A 10-gallon tank does offer you some options, though. Guppies, Corydoras, and White Cloud Mountain Minnows would make good choices for a male betta.
Best Invertebrate Tank Mates for a 10-Gallon Betta Tank
Ghost shrimps and Red Cherry Shrimps are excellent companions for a betta fish and will do just fine in a 10-gallon tank. Shrimp are great because they’re interesting to watch and keep the tank’s algae levels in check.
However, be careful if you have more than one shrimp because they like to breed!
Snails are also a good choice and provide the same stellar cleaning service! Just think twice before getting a cute little apple snail from the store, as their name refers to their eventual size – an apple!
They’ll obviously stand out in a 10-gallon tank, but you might enjoy having them as a feature! Smaller snails like Nerite Snails and Mystery Snails will make excellent companions for your betta in a 10-gallon tank.
How Many Fish Can I Keep in a 10-Gallon Tank?
10 gallons is enough to keep a single male betta alongside a handful of other small fish or invertebrates. Just don’t overdo it! A shoal of five white cloud mountain minnows and a couple of mystery snails would make a good fit.
How Long Should I Wait Before Adding My Betta to a New Tank?
A new tank with fresh water needs a period of ‘cycling’ before it’s fit for any fish to be introduced. This is beneficial because bacteria have time to stabilize a culture that will turn toxic ammonia into (relatively) harmless nitrates.
This can take anywhere from 10 days – several weeks but can be sped up with the addition of biological starters. Be safe by buying yourself an ammonia testing kit to ensure water conditions are safe before adding your betta.
What Are Water Conditioners and Biological Starters?
You may see some kits come complete with a water conditioner and biological starter. Water conditioners treat tap water to neutralize chlorine and make the water safe for fish and beneficial bacteria.
Biological starters are beneficial bacteria cultures that help convert ammonia to nitrates and maintain a healthy tank environment.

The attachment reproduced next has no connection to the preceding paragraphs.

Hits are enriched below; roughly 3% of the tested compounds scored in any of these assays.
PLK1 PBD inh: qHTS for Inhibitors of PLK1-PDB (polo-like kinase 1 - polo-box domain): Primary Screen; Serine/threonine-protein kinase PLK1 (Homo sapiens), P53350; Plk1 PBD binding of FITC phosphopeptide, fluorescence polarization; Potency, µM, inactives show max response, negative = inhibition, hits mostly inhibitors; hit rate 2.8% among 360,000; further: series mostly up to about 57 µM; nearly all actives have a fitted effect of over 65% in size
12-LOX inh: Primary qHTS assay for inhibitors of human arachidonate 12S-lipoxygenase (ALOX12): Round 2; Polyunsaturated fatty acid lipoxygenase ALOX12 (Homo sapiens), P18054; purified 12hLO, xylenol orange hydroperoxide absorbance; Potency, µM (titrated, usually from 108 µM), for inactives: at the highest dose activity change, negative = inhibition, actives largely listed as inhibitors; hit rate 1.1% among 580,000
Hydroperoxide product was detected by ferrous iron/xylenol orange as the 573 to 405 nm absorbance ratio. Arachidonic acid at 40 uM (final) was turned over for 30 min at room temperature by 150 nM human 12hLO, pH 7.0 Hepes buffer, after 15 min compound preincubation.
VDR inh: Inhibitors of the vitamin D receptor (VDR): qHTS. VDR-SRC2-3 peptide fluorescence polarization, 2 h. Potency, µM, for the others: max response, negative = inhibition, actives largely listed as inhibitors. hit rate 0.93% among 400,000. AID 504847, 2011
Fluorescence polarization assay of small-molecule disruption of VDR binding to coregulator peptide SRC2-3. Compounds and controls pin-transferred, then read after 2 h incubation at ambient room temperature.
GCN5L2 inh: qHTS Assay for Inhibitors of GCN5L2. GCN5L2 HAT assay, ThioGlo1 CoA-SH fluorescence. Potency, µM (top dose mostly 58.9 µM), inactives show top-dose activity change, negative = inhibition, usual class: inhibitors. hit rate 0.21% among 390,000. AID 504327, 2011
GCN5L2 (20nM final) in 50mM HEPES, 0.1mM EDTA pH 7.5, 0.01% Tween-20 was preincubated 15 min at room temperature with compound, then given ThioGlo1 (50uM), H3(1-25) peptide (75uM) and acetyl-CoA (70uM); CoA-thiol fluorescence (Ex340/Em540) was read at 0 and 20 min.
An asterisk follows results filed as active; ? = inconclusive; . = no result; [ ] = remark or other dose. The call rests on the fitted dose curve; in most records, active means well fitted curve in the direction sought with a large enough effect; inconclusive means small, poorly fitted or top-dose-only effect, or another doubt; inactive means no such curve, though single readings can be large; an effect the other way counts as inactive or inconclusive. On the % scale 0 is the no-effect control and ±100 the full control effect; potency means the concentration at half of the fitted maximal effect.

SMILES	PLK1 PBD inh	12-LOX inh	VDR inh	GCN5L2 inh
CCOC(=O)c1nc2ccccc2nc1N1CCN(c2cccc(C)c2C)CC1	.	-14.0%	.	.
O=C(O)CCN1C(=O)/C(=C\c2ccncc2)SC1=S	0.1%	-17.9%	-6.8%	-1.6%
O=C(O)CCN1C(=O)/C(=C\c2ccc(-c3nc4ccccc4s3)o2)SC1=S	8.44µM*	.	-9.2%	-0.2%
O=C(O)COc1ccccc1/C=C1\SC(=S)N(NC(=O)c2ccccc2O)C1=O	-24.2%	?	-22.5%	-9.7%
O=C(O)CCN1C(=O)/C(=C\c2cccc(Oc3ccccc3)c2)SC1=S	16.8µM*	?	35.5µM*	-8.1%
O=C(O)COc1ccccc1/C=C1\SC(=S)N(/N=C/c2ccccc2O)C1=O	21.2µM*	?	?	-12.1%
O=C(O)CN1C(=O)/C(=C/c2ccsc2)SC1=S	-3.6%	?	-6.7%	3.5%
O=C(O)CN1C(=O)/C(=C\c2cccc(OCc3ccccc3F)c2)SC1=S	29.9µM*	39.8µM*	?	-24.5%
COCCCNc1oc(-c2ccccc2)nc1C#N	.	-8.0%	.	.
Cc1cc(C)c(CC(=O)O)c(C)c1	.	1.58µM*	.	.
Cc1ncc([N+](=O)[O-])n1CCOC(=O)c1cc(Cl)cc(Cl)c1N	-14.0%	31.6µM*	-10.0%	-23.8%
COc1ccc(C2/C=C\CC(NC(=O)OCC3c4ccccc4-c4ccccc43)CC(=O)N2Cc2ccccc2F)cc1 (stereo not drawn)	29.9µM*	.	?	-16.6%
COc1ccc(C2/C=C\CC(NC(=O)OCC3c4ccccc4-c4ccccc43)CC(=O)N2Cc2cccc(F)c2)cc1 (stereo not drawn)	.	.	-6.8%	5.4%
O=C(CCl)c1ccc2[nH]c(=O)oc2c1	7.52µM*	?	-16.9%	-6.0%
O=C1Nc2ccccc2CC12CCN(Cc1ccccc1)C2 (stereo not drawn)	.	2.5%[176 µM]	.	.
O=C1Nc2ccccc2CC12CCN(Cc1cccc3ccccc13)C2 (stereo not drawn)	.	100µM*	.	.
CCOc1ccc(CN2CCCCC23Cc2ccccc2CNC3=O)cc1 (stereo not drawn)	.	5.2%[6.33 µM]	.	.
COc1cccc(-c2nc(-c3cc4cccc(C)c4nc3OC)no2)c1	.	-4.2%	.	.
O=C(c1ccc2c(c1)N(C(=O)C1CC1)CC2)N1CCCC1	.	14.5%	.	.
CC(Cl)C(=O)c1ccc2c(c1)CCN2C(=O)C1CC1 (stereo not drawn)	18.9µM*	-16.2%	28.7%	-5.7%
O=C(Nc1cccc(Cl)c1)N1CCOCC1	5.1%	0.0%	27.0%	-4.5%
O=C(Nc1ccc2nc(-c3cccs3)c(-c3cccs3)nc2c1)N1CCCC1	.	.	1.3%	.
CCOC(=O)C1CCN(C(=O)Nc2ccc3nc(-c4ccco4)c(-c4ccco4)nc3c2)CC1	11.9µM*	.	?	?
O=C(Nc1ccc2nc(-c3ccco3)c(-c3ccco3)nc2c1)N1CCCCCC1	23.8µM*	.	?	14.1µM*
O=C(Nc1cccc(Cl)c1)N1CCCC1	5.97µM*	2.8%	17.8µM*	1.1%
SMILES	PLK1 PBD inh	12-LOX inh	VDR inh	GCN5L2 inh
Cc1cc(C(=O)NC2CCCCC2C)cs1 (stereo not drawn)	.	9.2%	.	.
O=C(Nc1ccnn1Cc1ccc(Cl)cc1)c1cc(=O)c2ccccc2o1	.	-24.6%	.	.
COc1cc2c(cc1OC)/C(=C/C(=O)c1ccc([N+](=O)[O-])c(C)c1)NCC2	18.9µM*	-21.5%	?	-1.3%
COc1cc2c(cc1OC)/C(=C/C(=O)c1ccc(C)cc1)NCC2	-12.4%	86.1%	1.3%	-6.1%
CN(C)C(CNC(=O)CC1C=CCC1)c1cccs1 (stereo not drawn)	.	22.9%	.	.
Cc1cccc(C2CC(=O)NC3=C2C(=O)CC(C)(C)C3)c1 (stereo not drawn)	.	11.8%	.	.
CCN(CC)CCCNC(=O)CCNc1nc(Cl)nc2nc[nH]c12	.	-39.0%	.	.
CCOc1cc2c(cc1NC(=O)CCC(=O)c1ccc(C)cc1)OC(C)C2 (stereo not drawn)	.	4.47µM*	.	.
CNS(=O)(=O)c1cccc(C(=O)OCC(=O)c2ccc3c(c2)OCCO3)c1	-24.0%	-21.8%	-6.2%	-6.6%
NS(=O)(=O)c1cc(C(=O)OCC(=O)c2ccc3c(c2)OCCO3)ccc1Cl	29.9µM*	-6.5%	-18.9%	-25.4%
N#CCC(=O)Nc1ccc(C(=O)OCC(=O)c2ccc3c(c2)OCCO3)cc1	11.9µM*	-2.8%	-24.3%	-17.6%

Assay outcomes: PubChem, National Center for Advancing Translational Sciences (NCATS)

What Do I Do if My Aquarium Starts Leaking?
Sadly, there are many reports of cheaper fish tanks leaking from joins that have been poorly sealed. This is not a disaster as long as you haven’t yet added your fish!
Always fill a new tank with water all the way to the top before you add any substrate or décor to check it for leaks.
If you find a leak, send the tank back to the supplier or fix it yourself with aquarium-safe silicone. You can find more information on finding good silicone for aquariums here.
What Can I Do About a Noisy Filter?
If you’re planning to have your betta tank in your bedroom or a room where you like to keep quiet, be sure to choose a quiet filter! Some cheap filters vibrate so much you’ll even hear them in the next room!
If you’ve just set up a new aquarium and found that the filter sounds like an agitated bee hive, don’t despair!
Luckily there is a cheap and often effective solution: silicone coasters! These satisfyingly spongy mats are brilliant for sucking up vibration.
If you place one between your filter and the tank’s glass or between the tank’s glass and your counter, the noise can be reduced dramatically! They only cost around a dollar each and can be a real God-send!
You can check out some other neat ways to reduce aquarium noise in this video here.
Our Final Word on the Best 10-Gallon Tanks
After checking out the best 10-gallon tanks on the market, we reckon that the Fluval Flex Aquarium Kit is the best all-rounder.
Ok, it’s not really 10 gallons – only 9, but it makes up for its lower volume with an array of great features.
Its stylish curved front panel and remote-controlled adjustable lighting make it a clear winner. It also has a strong build, made by one of the most reputable brands on the market.
It’s not even the most expensive tank, offering great value for money.
If you still want the full 10-gallon tank, we’d recommend the Marina LED 10-gallon kit. It’s made by another trusted brand and is a solidly built aquarium that you can expect to last.
When it comes to fish tanks, it’s best to stick to a reputable brand. Your tank will be the home of your beloved fish, so it’s well worth giving them the best home that money can buy.
If you’re ready to own a tank that will look great, function, and last well, you can buy the Fluval Flex 9 Gallon Aquarium here.
For the Marina LED 10-gallon kit, click here.